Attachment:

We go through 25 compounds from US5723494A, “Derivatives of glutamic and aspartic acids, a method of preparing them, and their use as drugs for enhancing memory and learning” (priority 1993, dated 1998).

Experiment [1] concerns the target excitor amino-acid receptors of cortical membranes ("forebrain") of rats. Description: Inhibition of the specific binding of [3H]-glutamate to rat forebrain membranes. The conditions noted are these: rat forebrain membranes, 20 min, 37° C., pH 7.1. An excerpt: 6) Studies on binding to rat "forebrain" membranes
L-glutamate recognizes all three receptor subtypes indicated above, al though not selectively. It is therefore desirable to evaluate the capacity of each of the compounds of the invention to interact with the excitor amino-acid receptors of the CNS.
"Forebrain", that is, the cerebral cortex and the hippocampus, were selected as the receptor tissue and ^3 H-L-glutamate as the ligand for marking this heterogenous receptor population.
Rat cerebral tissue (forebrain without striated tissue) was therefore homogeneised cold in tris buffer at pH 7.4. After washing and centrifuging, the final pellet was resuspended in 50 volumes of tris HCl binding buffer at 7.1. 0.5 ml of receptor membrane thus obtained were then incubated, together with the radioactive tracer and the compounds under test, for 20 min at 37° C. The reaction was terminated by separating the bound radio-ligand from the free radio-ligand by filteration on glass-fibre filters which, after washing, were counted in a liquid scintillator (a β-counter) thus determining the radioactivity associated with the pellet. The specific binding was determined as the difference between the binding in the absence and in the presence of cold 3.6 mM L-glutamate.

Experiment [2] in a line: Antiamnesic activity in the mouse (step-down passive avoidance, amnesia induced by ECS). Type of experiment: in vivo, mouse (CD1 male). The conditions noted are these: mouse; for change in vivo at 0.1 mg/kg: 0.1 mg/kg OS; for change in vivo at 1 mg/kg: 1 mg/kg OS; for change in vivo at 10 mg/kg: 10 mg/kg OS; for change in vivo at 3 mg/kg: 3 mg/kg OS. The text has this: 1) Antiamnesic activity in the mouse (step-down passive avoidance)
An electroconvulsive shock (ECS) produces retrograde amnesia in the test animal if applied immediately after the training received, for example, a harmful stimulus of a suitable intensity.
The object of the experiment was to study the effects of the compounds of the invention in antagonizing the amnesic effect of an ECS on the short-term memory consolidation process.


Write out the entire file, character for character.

We go through 25 compounds from US5723494A, “Derivatives of glutamic and aspartic acids, a method of preparing them, and their use as drugs for enhancing memory and learning” (priority 1993, dated 1998).

Experiment [1] concerns the target excitor amino-acid receptors of cortical membranes ("forebrain") of rats. Description: Inhibition of the specific binding of [3H]-glutamate to rat forebrain membranes. The conditions noted are these: rat forebrain membranes, 20 min, 37° C., pH 7.1. An excerpt: 6) Studies on binding to rat "forebrain" membranes
L-glutamate recognizes all three receptor subtypes indicated above, al though not selectively. It is therefore desirable to evaluate the capacity of each of the compounds of the invention to interact with the excitor amino-acid receptors of the CNS.
"Forebrain", that is, the cerebral cortex and the hippocampus, were selected as the receptor tissue and ^3 H-L-glutamate as the ligand for marking this heterogenous receptor population.
Rat cerebral tissue (forebrain without striated tissue) was therefore homogeneised cold in tris buffer at pH 7.4. After washing and centrifuging, the final pellet was resuspended in 50 volumes of tris HCl binding buffer at 7.1. 0.5 ml of receptor membrane thus obtained were then incubated, together with the radioactive tracer and the compounds under test, for 20 min at 37° C. The reaction was terminated by separating the bound radio-ligand from the free radio-ligand by filteration on glass-fibre filters which, after washing, were counted in a liquid scintillator (a β-counter) thus determining the radioactivity associated with the pellet. The specific binding was determined as the difference between the binding in the absence and in the presence of cold 3.6 mM L-glutamate.

Experiment [2] in a line: Antiamnesic activity in the mouse (step-down passive avoidance, amnesia induced by ECS). Type of experiment: in vivo, mouse (CD1 male). The conditions noted are these: mouse; for change in vivo at 0.1 mg/kg: 0.1 mg/kg OS; for change in vivo at 1 mg/kg: 1 mg/kg OS; for change in vivo at 10 mg/kg: 10 mg/kg OS; for change in vivo at 3 mg/kg: 3 mg/kg OS. The text has this: 1) Antiamnesic activity in the mouse (step-down passive avoidance)
An electroconvulsive shock (ECS) produces retrograde amnesia in the test animal if applied immediately after the training received, for example, a harmful stimulus of a suitable intensity.
The object of the experiment was to study the effects of the compounds of the invention in antagonizing the amnesic effect of an ECS on the short-term memory consolidation process.